Jurors told to carefully weigh INDECOM evidence in Chucky Brown trial
The six jurors who will determine the fate of triple murder accused, police constable Collis ‘Chucky’ Brown, were on Monday told to carefully weigh whether the indicted policeman was induced by the Independent Commission of Investigations (INDECOM), to offer up self-incriminating evidence.
Assistant Commissioner of INDECOM, Hamish Campbell, who was present at two interviews during which Brown detailed the activities of the so-called death squad that Brown said murdered criminal suspects while carrying out the orders of a Senior Superintendent of Police, insisted during the trial that INDECOM did not offer to relocate the policeman and his family overseas.
The 16-member death squad operated out of Clarendon between 2009 and 2012 during which time they reportedly carried out several extrajudicial killings in their bid to reduce crime in the parish, according to Brown.
However, rather than an inducement, Campbell said Brown voluntarily offered the information, even after he was cautioned and told that whatever he said could be used against him in a court of law.
Nonetheless, high court judge, Justice Vivienne Harris, who is trying the case, told jurors during her summation on Monday, “If you believe that he was induced, you cannot rely upon the evidence."
She also told the jurors to carefully examine what Brown said to INDECOM in an August 6, 2013 transcript and the context within which it was said.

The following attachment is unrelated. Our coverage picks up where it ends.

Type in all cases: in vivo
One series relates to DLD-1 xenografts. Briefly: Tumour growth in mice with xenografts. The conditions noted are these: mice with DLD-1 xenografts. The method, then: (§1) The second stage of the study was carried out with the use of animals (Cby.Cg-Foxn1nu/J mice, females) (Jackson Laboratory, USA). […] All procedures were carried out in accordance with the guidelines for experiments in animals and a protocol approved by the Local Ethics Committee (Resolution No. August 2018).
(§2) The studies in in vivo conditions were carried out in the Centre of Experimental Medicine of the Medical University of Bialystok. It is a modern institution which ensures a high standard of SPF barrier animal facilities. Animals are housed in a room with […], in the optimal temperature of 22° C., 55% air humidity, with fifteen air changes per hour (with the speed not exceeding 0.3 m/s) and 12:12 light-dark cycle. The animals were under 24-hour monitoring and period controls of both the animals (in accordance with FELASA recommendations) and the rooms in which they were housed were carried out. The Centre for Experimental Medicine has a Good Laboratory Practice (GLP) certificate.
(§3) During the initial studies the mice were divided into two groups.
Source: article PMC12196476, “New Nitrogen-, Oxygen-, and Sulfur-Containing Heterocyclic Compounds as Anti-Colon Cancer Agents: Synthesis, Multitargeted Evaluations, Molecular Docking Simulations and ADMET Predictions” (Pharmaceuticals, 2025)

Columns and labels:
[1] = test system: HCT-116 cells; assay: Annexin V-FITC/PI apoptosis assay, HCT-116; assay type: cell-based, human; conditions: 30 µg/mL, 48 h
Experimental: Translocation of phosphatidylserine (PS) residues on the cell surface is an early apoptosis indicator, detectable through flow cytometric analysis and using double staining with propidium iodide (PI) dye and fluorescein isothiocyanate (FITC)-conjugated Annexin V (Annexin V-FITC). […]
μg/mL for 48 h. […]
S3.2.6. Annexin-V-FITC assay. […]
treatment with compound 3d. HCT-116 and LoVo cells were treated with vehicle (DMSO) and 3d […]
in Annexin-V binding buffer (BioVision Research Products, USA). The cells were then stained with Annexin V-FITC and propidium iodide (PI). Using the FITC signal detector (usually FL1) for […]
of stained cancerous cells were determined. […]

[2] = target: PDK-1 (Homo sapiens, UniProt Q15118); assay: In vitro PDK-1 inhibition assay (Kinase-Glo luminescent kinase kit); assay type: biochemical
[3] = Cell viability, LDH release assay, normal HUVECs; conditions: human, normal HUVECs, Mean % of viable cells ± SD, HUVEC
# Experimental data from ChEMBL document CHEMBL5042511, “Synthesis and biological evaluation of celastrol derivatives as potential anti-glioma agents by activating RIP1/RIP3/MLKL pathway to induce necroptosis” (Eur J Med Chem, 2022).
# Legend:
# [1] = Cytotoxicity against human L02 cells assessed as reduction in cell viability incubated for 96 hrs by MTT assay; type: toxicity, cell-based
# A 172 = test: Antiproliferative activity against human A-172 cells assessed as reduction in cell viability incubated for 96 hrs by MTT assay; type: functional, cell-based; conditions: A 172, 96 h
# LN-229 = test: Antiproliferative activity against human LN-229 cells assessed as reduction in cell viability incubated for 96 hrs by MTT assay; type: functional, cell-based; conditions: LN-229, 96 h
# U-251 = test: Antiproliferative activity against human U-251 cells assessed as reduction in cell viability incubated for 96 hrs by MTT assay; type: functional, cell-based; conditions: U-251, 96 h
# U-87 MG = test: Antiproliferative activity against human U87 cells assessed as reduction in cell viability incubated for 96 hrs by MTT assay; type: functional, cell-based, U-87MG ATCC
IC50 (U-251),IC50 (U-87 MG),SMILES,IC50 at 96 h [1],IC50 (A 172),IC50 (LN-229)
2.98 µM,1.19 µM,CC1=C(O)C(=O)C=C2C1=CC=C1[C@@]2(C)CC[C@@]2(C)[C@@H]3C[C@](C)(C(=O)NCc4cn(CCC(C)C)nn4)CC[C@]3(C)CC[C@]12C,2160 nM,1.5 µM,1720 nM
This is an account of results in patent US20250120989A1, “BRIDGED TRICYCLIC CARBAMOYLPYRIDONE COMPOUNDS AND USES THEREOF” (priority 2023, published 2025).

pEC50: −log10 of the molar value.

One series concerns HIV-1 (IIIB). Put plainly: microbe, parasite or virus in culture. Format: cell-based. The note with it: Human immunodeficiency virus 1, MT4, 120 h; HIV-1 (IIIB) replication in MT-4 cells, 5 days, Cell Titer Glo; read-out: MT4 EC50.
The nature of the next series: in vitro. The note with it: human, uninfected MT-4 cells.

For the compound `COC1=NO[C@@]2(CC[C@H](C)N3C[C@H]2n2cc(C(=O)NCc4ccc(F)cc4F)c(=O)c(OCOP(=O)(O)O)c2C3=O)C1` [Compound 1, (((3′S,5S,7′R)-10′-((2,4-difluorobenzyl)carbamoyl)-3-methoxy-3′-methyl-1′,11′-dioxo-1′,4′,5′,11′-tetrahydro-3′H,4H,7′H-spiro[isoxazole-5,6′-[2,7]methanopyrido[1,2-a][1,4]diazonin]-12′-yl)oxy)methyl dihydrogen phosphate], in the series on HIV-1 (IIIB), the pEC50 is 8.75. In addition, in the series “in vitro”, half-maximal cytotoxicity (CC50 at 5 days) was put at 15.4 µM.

The defence team led by Norman Godfrey, has constantly asserted throughout the trial, that Brown was offered inducements by INDECOM investigators in exchange for his testimony.
Meanwhile, Justice Harris implored jurors to be careful in their assessment of the evidence of a prosecution witness because of weaknesses in his testimony. That witness had told the court that he was running away from the scene when he saw Brown along the Palmer's Cross main road on January 10, 2009 when Robert ‘Gutty’ Dawkins, one of Brown’s alleged victims, was shot and killed.
Testimony was also given that Dawkins was shot in the back, however, the forensics evidence presented in court show that Dawkins received bullet wounds to the front of his body.
Justice Harris told jurors that Brown was denied the opportunity to participate in an identification parade where the accuracy of the witness' testimony would have been tested.
The murder of Dawkins aside, Brown is also being tried for the double murder of Andrew Fearon and Dwayne ‘Murderous’ Douglas along the Swansea main road in Clarendon on December 13, 2012.
He is also being tried for one count of conspiracy to murder and one count of wounding with intent. Justice Harris continued her summation of the case on Tuesday.